welds out of all the welding processes. However, it’s also one of the slower methods of
arc welding.
Gas Tungsten Arc Welding (GTAW) Photo
6 Selection of the welding process
The selection of the joining process for a particular job depends upon many
factors. There is no one specific rule governing the type of welding process to be
selected for a certain job. A few of the factors that must be considered when
choosing a welding process are:

• Availability of equipment
• Repetitiveness of the operation
• Quality requirements (base metal penetration, consistency, etc.)
• Location of work
• Materials to be joined
• Appearance of the finished product
• Size of the parts to be joined
• Time available for work
• Skill experience of workers
• Cost of materials
• Code or specification requirements

6.1 General guidelines for selecting one process over another

When selecting one process over the others, it is often useful to examine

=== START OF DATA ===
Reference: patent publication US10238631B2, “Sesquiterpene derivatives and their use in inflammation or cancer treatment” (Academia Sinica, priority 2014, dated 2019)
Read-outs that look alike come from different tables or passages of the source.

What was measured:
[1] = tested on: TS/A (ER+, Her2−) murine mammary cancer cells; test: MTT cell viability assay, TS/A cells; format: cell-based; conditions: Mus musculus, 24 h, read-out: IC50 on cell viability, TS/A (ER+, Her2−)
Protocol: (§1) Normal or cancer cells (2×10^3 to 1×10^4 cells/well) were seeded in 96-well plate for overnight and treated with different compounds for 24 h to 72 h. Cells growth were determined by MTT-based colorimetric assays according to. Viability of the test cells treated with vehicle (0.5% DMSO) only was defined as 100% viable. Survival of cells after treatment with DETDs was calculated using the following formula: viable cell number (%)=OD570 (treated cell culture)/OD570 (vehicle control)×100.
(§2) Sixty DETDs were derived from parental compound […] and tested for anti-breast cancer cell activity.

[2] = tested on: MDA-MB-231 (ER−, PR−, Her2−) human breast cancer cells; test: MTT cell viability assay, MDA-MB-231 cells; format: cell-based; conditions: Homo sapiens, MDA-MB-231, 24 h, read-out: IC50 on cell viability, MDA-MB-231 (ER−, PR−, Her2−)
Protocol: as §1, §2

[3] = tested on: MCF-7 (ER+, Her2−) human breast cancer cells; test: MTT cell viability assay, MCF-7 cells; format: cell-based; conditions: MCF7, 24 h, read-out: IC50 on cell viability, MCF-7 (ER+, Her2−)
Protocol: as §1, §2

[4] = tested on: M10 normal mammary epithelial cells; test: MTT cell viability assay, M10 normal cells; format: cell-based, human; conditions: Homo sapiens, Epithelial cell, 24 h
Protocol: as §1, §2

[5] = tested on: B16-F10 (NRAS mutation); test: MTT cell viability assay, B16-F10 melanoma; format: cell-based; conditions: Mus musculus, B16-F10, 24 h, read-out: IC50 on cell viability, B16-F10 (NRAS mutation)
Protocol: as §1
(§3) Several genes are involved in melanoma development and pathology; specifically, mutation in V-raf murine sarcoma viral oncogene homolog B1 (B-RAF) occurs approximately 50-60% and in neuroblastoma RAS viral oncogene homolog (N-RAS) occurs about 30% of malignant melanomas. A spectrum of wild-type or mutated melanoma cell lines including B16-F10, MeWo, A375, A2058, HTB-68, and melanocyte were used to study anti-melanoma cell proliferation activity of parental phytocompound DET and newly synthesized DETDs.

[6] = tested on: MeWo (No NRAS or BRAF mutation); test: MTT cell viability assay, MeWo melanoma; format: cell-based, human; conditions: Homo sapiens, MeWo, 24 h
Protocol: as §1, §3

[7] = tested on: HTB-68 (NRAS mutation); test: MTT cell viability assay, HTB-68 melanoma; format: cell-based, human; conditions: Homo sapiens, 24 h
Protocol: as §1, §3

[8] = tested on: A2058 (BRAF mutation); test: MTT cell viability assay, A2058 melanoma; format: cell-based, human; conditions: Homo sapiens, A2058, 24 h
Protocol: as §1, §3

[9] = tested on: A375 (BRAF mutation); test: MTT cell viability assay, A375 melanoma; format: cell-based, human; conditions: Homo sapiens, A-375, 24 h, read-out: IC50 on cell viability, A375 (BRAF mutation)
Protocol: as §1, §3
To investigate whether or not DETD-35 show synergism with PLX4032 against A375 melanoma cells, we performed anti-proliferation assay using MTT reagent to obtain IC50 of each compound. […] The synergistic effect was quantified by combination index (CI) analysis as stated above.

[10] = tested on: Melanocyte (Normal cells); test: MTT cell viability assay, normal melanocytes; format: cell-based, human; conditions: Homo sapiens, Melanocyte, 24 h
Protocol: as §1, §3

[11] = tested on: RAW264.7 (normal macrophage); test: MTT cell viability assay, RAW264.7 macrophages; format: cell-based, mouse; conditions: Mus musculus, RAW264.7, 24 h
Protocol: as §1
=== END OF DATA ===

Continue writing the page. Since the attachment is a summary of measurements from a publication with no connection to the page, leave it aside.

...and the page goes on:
the principal pros/cons of each type of welding covered in this lecture:

Welding Process Advantages Disadvantages

SMAW Cheap Major post-weld cleaning


Portable (no gas required) Relatively ‘dirty’ method
of welding (sparks/fumes)
Versatile (can weld various Requires moderate skill
metals & thicknesses)

GMAW Fastest of all 3 processes Requires shielding gas


Versatile (can weld various Minor post-weld cleaning
metals & thicknesses)

GTAW Highest quality welds Requires shielding gas


No post-weld cleaning Slowest of all 3 processes
Versatile (can weld various Requires high degree of
metals & thicknesses) operator skill
Examples of Welds
Weld Ideographs

The ideograph is the symbol that denotes the type of weld desired, and it
generally depicts the cross section representation of the weld. The following
figure shows the ideographs used most commonly.
Fillet Weld Symbol Example
SMAW (“Stick Welding”) Examples

Photo 1: Stick Welding a Large Hopper


Photo 2: Stick Welding Mild Steel Square Tubing
GMAW (“MIG Welding”) Examples

Photo 3: Fillet MIG Weld


Photo 4: U Groove MIG Weld
GTAW (“TIG Welding”) Examples

Photo 5: Fillet TIG Weld (4130 Structural Steel Tubing)


Photo 6: TIG Welded Formula Car Upright Assembly
Photo 7: TIG Welded Formula Car Suspension Assembly
Copyright notice:

Much of the previous information and photo slides were taken from Larry Jeffus’
and Harold Johnson’s Welding Principles and Applications. This book contains a
wealth of knowledge concerning the various electric arc welding
processes summarized in these abbreviated lecture notes.